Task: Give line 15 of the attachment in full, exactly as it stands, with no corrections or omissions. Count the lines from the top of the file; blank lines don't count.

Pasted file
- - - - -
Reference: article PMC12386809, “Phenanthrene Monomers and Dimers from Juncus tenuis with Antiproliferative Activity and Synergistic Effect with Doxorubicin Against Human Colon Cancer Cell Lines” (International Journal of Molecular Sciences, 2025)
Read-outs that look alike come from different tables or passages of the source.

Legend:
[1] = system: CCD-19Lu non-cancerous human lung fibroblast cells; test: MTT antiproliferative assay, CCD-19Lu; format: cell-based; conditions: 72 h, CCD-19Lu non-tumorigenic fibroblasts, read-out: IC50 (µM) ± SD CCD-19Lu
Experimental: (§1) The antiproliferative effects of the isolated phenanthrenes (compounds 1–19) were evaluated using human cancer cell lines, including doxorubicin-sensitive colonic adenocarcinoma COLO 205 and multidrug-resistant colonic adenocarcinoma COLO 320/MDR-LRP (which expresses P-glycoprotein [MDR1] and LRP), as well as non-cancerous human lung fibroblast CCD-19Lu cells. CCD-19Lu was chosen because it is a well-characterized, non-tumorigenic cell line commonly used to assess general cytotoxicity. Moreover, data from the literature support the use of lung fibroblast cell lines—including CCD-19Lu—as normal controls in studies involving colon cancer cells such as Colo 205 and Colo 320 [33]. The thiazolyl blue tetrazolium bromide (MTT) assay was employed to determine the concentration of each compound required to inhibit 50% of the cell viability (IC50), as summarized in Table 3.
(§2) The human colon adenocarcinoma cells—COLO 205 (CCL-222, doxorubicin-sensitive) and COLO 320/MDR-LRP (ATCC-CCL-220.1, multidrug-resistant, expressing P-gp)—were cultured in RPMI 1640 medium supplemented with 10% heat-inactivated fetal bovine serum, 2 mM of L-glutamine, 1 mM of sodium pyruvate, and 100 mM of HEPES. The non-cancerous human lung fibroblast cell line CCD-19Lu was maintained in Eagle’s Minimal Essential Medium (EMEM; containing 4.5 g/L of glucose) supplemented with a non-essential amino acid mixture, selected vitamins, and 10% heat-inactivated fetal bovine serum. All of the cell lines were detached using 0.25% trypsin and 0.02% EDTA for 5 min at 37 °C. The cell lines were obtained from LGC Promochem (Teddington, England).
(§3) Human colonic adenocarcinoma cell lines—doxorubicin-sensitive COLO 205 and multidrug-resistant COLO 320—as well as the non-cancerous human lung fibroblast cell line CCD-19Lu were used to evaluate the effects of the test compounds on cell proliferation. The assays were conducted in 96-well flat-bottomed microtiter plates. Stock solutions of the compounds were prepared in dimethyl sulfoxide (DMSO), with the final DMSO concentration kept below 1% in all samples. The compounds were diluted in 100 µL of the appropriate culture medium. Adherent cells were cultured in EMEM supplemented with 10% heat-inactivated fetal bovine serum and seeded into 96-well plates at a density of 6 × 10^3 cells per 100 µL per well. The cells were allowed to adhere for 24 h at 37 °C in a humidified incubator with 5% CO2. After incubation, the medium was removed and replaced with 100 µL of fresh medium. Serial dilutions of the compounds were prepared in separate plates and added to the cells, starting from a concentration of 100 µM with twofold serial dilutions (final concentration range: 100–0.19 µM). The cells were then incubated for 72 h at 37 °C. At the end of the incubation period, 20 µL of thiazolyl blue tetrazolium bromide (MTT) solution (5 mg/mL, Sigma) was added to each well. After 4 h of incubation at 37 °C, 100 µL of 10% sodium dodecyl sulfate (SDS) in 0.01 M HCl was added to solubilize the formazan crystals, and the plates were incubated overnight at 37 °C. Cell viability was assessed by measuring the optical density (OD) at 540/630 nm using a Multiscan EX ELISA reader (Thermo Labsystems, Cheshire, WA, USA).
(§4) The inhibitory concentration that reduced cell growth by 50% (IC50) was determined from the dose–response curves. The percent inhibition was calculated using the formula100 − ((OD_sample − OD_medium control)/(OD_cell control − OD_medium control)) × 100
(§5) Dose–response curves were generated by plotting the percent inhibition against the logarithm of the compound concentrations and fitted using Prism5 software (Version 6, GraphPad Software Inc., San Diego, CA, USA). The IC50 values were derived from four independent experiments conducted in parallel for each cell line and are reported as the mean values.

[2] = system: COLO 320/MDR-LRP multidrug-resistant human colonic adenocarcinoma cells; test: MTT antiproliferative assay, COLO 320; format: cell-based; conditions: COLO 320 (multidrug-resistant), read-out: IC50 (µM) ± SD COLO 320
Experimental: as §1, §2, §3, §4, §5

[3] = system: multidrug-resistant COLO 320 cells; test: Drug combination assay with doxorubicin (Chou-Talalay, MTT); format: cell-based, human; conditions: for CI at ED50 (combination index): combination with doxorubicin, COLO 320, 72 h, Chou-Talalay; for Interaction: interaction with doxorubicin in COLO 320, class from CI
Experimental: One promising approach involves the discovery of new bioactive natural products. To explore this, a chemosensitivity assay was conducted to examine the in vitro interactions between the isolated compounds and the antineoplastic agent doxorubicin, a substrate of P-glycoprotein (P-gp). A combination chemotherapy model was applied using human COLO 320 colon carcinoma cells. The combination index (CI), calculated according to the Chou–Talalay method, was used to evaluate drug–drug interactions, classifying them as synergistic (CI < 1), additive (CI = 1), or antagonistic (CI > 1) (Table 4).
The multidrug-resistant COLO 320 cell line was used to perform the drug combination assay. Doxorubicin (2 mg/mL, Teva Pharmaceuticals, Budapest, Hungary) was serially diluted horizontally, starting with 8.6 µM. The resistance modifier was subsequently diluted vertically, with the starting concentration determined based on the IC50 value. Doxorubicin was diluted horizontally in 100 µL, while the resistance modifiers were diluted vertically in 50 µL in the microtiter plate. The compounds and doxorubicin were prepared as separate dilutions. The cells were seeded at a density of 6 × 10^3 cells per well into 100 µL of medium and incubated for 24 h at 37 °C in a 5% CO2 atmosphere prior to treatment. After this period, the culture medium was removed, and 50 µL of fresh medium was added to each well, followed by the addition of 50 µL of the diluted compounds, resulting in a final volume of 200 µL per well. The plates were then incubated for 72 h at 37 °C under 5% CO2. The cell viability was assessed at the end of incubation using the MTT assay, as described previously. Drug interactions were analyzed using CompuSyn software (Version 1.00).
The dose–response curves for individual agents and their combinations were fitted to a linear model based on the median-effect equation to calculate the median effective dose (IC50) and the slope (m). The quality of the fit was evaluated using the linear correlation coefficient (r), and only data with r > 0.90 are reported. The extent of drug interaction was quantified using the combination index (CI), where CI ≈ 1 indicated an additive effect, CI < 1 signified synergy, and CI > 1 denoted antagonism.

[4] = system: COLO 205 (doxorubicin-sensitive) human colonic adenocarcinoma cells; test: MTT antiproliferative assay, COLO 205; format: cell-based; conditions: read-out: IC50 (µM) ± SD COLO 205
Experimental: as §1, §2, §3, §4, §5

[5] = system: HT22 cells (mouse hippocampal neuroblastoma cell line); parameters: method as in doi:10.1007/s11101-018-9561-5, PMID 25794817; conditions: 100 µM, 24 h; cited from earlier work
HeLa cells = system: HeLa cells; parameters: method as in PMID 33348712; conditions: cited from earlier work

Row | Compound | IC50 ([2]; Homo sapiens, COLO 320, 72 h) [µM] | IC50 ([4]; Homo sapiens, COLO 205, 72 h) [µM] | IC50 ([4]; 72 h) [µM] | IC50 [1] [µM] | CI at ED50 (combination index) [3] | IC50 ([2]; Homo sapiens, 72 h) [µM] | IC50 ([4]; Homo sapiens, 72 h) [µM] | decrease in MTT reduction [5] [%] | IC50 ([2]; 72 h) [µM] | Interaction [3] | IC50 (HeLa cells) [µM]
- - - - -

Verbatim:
The dose–response curves for individual agents and their combinations were fitted to a linear model based on the median-effect equation to calculate the median effective dose (IC50) and the slope (m). The quality of the fit was evaluated using the linear correlation coefficient (r), and only data with r > 0.90 are reported. The extent of drug interaction was quantified using the combination index (CI), where CI ≈ 1 indicated an additive effect, CI < 1 signified synergy, and CI > 1 denoted antagonism.